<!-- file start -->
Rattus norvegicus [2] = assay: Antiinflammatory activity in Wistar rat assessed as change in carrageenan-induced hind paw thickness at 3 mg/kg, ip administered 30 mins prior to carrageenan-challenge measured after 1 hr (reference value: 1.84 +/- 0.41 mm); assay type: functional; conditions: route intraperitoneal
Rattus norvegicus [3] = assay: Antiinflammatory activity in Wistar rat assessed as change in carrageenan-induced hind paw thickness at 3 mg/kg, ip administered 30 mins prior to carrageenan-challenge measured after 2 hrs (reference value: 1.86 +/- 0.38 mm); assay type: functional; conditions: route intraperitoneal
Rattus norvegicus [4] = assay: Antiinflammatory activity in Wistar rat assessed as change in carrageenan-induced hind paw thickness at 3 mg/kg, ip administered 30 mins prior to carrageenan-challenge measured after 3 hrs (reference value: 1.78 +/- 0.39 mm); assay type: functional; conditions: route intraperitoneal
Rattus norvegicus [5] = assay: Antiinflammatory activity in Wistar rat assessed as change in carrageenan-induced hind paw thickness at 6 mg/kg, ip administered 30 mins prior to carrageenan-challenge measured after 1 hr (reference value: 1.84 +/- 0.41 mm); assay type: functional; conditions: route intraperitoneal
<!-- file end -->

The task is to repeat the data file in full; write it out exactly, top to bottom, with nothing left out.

Rattus norvegicus [2] = assay: Antiinflammatory activity in Wistar rat assessed as change in carrageenan-induced hind paw thickness at 3 mg/kg, ip administered 30 mins prior to carrageenan-challenge measured after 1 hr (reference value: 1.84 +/- 0.41 mm); assay type: functional; conditions: route intraperitoneal
Rattus norvegicus [3] = assay: Antiinflammatory activity in Wistar rat assessed as change in carrageenan-induced hind paw thickness at 3 mg/kg, ip administered 30 mins prior to carrageenan-challenge measured after 2 hrs (reference value: 1.86 +/- 0.38 mm); assay type: functional; conditions: route intraperitoneal
Rattus norvegicus [4] = assay: Antiinflammatory activity in Wistar rat assessed as change in carrageenan-induced hind paw thickness at 3 mg/kg, ip administered 30 mins prior to carrageenan-challenge measured after 3 hrs (reference value: 1.78 +/- 0.39 mm); assay type: functional; conditions: route intraperitoneal
Rattus norvegicus [5] = assay: Antiinflammatory activity in Wistar rat assessed as change in carrageenan-induced hind paw thickness at 6 mg/kg, ip administered 30 mins prior to carrageenan-challenge measured after 1 hr (reference value: 1.84 +/- 0.41 mm); assay type: functional; conditions: route intraperitoneal